Hotend Becomes the Z Probe with a Kinematic Coupling

3D Printer tool changers are bedazzling to watch, but even failed attempts at tool changers can yield something marvelous. Such is the case for [Raymond] who transformed a tool changer attempt into a perfectly capable z-level probe that uses the hotend itself as a limit switch.

The secret sauce behind this mechanism: a kinematic coupling. This coupling takes two planar surfaces and perfectly constrains them relative to each other by mating them together at exactly 6 points of contact. The result is that repeatedly separating and joining the two surfaces will always land them in the same spot within a few microns. To transform these surfaces into a switch, we need only run a small current between the points of contact. That was easy since there were all-metal balls and pins making the connection. Both surfaces are held together with magnets with the upper surface holding the hotend. To trip the limit switch, the printer simply lowers the z-height until the hotend “probes” the bed, defeating the magnets and breaking the current. Presto! No switches or P.I.N.D.A. probes. Just good old fashioned electricity and steel pins.

With so much focus on pricey probes and repeatable switches, it’s great to see some good old-fashioned geometry guiding the precision behind this printer’s sensing. It’s also heartwarming hear that the whole project was actually inspired by another coupling-equipped 3D printer that landed here a few years ago! Finally, if you’re curious to see some other folks getting some more mileage out of kinematic couplings, have a look at this homebrew CNC touch probe.

5 thoughts on “Hotend Becomes the Z Probe with a Kinematic Coupling

  1. I like the idea of a DC motor. Back EMF sets the current, Measure the current across a current sensing resistor, feed into your micro and that is your touch sensor. Use a low enough drive voltage to limit the max speed. Ideally use a motor with a low rotational inertia. With no additional mechanical construction required, the motor does it all for you. Z touch: check, X touch : check, Y touch : check. The one issue might be the rotor’s z motion if the motor is super cheap. Otherwise a simple touch solution.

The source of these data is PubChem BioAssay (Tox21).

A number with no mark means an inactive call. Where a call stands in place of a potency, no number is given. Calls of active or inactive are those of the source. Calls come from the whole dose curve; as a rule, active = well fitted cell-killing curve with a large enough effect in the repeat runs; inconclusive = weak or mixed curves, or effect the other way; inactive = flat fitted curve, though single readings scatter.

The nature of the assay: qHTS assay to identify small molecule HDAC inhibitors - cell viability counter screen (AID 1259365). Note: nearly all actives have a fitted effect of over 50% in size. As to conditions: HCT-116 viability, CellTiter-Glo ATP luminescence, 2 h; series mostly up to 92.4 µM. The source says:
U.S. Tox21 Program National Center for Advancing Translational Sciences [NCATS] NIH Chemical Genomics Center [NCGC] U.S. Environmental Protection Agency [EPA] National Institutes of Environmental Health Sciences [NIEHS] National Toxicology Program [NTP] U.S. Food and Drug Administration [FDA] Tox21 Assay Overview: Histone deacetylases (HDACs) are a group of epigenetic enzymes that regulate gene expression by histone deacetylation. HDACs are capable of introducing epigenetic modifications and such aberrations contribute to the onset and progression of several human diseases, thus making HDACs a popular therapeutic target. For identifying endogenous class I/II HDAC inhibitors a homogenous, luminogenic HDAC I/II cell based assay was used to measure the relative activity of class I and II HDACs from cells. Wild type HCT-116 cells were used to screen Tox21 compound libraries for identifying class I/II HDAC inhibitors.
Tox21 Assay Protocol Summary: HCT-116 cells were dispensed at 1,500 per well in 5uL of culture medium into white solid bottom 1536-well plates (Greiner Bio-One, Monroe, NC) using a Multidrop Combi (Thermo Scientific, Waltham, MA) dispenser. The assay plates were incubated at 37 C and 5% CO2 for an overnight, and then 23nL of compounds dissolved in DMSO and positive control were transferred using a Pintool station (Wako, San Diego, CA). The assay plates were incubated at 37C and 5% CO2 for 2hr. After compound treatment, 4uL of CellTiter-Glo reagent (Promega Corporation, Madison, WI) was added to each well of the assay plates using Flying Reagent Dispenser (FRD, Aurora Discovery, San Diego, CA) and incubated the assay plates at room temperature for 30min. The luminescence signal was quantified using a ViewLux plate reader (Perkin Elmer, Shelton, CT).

2. How does the kinematic coupling have anything to do with the probe? I even clicked through to the link, reviewed the photos in zoomed-in detail… I still seem to be missing the point here. Is the current travelling through the hot-end and into the (conductive?) stage? And when the hot-end crashes it makes a slightly better (less resistive) connection on the spheres/balls? I guess I’m just still in shock and awe from the last hackaday article I read, on the apple mini mac, hopefully I’m just temporarily stupified.

    1. This is my blog post. I wrote it a long time ago and have since given up on the concept. The spheres complete the circuit through the steel standoffs that complete the kinematic mount, so if any of them lose contact, then the z-probe is triggered.

      Downside here is that you need to overcome the pull of the 3 magnets before the z-probe triggers, and so you have this catch-22 where the pull needs to be sufficiently high so that the hotend remains attached during printing, but still low enough so that you can still reliably trigger the probe on initial contact.

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